The other two patterns are really sort of separate in terms of the concerns they address. You can use MVVM with MVP and MVC (most good samples out there do some form of this).

In fact, MVP (w/ a Passive View, rather than a Supervising Controller) is really just a variant of MVVM, in my opinion.

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2 and 4 are true for MVC or MVP as well as MVVM. – Jeremy Roberts Oct 29 '09 at 16:21
Yeah... I ignored those patterns because they really address a slightly different aspect of a typical application. I've edited my answer to include this. – Anderson Imes Oct 29 '09 at 16:23
+1 Nice and easy understanding – Anand Thangappan Dec 24 '13 at 12:27

WPF has better databinding than any other UI framework, which MVVM would be unruly without

MVVM provides unit testability and excellent view-agnosticism, which make it a good thing to use

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Baked in support for ICommand and INotifyPropertyChanged are the two biggest benefits. Using MVVM makes it really easy to wire up the commands and plug data into the WPF UI. Things just work.

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To be honest , today I had an interview and I have been asked this question. I also answered almost the same thing like INotifyPropertyChanged , ICommand,IValue Convertor.. but he was not satisfied. Henceforth I have put up this question. – priyanka.sarkar Oct 29 '09 at 15:21

I personnaly see MVVM not as a benefit, but as an obligation for those who want to use WPF cool features.

WPF is very very heavily built with data binding at the core, to enable separation of UI from Model. But the way data binding is technically done in WPF is somewhat special, as it's tied to classes like:

  • DependencyProperty
  • INotifyPropertyChanged
  • ObservableCollection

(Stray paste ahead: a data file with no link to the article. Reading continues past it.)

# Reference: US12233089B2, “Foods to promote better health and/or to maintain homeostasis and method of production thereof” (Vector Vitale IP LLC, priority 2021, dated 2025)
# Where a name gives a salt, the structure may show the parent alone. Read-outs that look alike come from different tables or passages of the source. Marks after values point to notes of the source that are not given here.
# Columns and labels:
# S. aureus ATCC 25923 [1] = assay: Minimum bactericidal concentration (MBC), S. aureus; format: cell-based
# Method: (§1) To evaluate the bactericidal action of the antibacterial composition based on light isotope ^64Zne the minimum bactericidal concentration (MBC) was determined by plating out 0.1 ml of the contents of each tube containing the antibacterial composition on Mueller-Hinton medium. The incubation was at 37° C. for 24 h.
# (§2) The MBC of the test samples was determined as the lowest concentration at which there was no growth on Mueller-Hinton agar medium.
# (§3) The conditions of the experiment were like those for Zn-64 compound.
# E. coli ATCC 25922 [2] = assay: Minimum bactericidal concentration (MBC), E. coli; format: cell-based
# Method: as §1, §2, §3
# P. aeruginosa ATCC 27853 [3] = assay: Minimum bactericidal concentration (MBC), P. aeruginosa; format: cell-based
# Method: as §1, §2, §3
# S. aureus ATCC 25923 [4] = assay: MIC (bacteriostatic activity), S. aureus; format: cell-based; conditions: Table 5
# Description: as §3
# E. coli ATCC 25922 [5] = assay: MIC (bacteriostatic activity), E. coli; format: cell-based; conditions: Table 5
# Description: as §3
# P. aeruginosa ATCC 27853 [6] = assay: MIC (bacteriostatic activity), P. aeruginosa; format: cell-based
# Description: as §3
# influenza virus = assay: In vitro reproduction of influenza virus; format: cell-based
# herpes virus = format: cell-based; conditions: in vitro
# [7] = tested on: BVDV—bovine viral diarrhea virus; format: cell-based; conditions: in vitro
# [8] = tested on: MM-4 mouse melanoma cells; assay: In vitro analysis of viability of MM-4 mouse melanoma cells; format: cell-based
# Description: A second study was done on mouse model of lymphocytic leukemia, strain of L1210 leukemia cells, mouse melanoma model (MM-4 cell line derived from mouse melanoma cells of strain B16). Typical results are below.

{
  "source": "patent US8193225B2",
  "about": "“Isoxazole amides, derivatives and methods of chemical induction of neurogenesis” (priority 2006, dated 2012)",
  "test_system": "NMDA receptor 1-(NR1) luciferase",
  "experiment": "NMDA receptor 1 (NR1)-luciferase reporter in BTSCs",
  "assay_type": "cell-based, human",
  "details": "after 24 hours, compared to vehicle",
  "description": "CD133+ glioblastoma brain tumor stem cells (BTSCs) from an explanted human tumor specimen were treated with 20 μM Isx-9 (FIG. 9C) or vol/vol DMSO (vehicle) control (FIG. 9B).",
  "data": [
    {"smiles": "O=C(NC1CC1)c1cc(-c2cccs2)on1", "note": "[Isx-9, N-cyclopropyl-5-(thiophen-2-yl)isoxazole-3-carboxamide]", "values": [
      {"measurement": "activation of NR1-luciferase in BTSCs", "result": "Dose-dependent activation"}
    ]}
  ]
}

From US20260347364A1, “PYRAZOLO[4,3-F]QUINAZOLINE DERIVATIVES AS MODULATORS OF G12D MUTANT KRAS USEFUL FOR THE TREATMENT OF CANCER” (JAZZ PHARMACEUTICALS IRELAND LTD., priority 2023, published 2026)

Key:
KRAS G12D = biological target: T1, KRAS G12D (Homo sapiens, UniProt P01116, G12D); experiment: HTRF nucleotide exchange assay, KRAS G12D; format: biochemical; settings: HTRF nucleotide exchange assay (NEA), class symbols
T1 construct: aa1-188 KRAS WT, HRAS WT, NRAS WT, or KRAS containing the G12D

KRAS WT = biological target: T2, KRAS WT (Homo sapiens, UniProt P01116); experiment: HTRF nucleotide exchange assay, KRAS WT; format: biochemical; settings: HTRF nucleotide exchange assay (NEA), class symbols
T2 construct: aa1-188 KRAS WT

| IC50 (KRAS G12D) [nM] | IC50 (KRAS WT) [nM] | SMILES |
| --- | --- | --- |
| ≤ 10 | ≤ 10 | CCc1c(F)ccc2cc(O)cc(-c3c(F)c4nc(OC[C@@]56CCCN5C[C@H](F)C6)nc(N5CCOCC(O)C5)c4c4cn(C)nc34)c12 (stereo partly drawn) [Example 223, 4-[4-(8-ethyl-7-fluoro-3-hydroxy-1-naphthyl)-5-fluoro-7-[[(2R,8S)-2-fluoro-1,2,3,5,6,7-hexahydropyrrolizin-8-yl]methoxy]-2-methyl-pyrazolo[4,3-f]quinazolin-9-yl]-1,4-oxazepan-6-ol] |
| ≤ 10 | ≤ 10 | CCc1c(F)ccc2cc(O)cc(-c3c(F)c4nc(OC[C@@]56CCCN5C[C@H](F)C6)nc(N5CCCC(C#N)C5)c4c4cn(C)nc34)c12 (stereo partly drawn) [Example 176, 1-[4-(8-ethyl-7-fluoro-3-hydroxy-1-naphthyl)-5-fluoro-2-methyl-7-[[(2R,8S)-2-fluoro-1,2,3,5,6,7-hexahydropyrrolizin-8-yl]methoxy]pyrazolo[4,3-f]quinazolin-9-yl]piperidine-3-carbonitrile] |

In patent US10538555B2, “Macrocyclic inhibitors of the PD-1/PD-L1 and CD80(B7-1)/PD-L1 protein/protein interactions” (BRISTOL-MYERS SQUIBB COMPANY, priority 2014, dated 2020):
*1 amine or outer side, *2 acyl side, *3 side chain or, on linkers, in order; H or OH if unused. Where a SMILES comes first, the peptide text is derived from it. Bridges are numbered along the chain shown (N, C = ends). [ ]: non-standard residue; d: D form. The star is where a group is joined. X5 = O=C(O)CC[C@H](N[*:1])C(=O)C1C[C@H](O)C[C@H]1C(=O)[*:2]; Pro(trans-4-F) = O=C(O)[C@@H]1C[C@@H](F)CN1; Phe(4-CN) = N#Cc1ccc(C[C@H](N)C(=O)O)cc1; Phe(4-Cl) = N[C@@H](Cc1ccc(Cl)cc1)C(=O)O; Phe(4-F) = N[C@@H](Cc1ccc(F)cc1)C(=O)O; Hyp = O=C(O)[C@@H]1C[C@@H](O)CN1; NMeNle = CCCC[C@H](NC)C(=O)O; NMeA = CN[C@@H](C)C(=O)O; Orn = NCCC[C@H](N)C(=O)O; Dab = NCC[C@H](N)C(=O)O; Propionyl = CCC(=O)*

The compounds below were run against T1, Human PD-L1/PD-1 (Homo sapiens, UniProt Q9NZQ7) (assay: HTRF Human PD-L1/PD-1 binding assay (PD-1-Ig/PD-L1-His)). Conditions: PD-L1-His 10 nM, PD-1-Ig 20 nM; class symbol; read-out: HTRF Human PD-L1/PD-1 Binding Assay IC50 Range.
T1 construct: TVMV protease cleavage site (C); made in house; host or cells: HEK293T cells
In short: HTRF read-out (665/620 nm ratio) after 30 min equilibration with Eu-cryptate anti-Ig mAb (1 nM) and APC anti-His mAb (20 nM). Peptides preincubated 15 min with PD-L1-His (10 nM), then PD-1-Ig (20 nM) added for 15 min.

Because of this you just can't really write a model the way you want using standard .NET technology. For example, the WPF TreeView is almost impossible to use w/o using data binding and templates. You just can't populate it simply like you would from a generic model in Winforms for example. It must be bound to a hierarchical model using ObservableCollection to represent a node's children.

So let's say V represents the XAML code and it's code-behind counterpart (so it's tied to WPF as a technology), and let's say M represents your model (so it's not tied to WPF UI technology in anyway).

Well, you'll never have this working properly under WPF with only these V & M.

You must add something between the two. Something that's WPF-compatible and understands your model. Something that speaks DependencyProperty, ObservableCollection and INotifyPropertyChanged. That's what's called VM.

As a side note, an alternative to MVVM is to build a V & M (w/o VM plumbing) combination with M being WPF-compatible but still with a reasonable UI independency. Historically, ObservableCollection was in the WindowsBase.dll assembly (that was shipped with WPF), so it really looked weird to bind a generic model to something tied to a UI technology. It's been moved back to System.dll since. Even then, it's sometimes hard to keep a pure VM model w/o tweaking the M specifically for WPF...

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The ability of XAML code to databind, as well as the existance of triggers will break the MVP and MVC Patterns.